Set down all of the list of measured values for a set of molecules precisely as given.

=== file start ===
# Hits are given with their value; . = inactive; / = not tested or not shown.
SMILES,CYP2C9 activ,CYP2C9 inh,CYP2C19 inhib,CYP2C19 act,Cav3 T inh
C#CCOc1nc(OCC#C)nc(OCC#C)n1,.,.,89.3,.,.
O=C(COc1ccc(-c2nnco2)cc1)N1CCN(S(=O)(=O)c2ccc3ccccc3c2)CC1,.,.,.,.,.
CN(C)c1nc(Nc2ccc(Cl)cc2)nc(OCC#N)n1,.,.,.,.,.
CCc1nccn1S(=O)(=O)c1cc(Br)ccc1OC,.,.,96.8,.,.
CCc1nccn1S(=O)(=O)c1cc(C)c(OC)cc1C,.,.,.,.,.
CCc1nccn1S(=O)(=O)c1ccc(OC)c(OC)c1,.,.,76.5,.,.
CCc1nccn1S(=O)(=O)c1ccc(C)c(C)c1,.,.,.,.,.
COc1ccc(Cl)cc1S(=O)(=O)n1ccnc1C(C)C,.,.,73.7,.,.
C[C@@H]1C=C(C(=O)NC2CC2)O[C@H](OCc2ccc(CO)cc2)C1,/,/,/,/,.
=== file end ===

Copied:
# Hits are given with their value; . = inactive; / = not tested or not shown.
SMILES,CYP2C9 activ,CYP2C9 inh,CYP2C19 inhib,CYP2C19 act,Cav3 T inh
C#CCOc1nc(OCC#C)nc(OCC#C)n1,.,.,89.3,.,.
O=C(COc1ccc(-c2nnco2)cc1)N1CCN(S(=O)(=O)c2ccc3ccccc3c2)CC1,.,.,.,.,.
CN(C)c1nc(Nc2ccc(Cl)cc2)nc(OCC#N)n1,.,.,.,.,.
CCc1nccn1S(=O)(=O)c1cc(Br)ccc1OC,.,.,96.8,.,.
CCc1nccn1S(=O)(=O)c1cc(C)c(OC)cc1C,.,.,.,.,.
CCc1nccn1S(=O)(=O)c1ccc(OC)c(OC)c1,.,.,76.5,.,.
CCc1nccn1S(=O)(=O)c1ccc(C)c(C)c1,.,.,.,.,.
COc1ccc(Cl)cc1S(=O)(=O)n1ccnc1C(C)C,.,.,73.7,.,.
C[C@@H]1C=C(C(=O)NC2CC2)O[C@H](OCc2ccc(CO)cc2)C1,/,/,/,/,.